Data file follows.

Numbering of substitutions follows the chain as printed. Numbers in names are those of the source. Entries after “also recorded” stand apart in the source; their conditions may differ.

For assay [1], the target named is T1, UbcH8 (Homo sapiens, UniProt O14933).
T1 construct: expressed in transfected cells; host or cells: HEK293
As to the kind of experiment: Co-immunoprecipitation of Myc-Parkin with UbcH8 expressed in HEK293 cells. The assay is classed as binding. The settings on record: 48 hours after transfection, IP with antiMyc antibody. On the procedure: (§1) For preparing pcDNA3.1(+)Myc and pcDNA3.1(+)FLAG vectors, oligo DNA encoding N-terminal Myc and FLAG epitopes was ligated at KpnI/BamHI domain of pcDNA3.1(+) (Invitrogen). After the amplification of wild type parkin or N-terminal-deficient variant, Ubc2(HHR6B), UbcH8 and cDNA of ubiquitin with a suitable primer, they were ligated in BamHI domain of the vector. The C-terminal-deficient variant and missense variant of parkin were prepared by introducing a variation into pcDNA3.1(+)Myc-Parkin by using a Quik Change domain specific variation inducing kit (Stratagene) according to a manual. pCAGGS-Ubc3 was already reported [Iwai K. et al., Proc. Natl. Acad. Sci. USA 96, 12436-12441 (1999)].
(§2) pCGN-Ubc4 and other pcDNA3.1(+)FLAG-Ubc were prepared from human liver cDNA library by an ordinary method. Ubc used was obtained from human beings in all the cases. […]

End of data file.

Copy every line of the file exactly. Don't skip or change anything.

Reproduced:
Numbering of substitutions follows the chain as printed. Numbers in names are those of the source. Entries after “also recorded” stand apart in the source; their conditions may differ.

For assay [1], the target named is T1, UbcH8 (Homo sapiens, UniProt O14933).
T1 construct: expressed in transfected cells; host or cells: HEK293
As to the kind of experiment: Co-immunoprecipitation of Myc-Parkin with UbcH8 expressed in HEK293 cells. The assay is classed as binding. The settings on record: 48 hours after transfection, IP with antiMyc antibody. On the procedure: (§1) For preparing pcDNA3.1(+)Myc and pcDNA3.1(+)FLAG vectors, oligo DNA encoding N-terminal Myc and FLAG epitopes was ligated at KpnI/BamHI domain of pcDNA3.1(+) (Invitrogen). After the amplification of wild type parkin or N-terminal-deficient variant, Ubc2(HHR6B), UbcH8 and cDNA of ubiquitin with a suitable primer, they were ligated in BamHI domain of the vector. The C-terminal-deficient variant and missense variant of parkin were prepared by introducing a variation into pcDNA3.1(+)Myc-Parkin by using a Quik Change domain specific variation inducing kit (Stratagene) according to a manual. pCAGGS-Ubc3 was already reported [Iwai K. et al., Proc. Natl. Acad. Sci. USA 96, 12436-12441 (1999)].
(§2) pCGN-Ubc4 and other pcDNA3.1(+)FLAG-Ubc were prepared from human liver cDNA library by an ordinary method. Ubc used was obtained from human beings in all the cases. […]